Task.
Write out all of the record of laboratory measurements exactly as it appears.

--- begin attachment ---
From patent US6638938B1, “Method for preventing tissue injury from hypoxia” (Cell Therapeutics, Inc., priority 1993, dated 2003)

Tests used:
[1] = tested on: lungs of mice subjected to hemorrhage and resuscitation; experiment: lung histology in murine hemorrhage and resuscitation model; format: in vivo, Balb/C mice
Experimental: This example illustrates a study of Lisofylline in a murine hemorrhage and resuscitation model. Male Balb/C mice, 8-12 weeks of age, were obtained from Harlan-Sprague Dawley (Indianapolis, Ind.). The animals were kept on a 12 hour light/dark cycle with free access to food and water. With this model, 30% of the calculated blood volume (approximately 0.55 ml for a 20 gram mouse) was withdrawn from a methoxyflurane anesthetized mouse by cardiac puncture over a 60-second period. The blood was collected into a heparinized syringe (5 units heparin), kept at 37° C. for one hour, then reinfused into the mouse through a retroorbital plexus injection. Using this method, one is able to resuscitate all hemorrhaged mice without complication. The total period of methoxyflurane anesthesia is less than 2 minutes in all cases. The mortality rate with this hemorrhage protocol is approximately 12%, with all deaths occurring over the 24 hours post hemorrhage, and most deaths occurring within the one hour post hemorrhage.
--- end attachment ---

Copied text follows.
From patent US6638938B1, “Method for preventing tissue injury from hypoxia” (Cell Therapeutics, Inc., priority 1993, dated 2003)

Tests used:
[1] = tested on: lungs of mice subjected to hemorrhage and resuscitation; experiment: lung histology in murine hemorrhage and resuscitation model; format: in vivo, Balb/C mice
Experimental: This example illustrates a study of Lisofylline in a murine hemorrhage and resuscitation model. Male Balb/C mice, 8-12 weeks of age, were obtained from Harlan-Sprague Dawley (Indianapolis, Ind.). The animals were kept on a 12 hour light/dark cycle with free access to food and water. With this model, 30% of the calculated blood volume (approximately 0.55 ml for a 20 gram mouse) was withdrawn from a methoxyflurane anesthetized mouse by cardiac puncture over a 60-second period. The blood was collected into a heparinized syringe (5 units heparin), kept at 37° C. for one hour, then reinfused into the mouse through a retroorbital plexus injection. Using this method, one is able to resuscitate all hemorrhaged mice without complication. The total period of methoxyflurane anesthesia is less than 2 minutes in all cases. The mortality rate with this hemorrhage protocol is approximately 12%, with all deaths occurring over the 24 hours post hemorrhage, and most deaths occurring within the one hour post hemorrhage.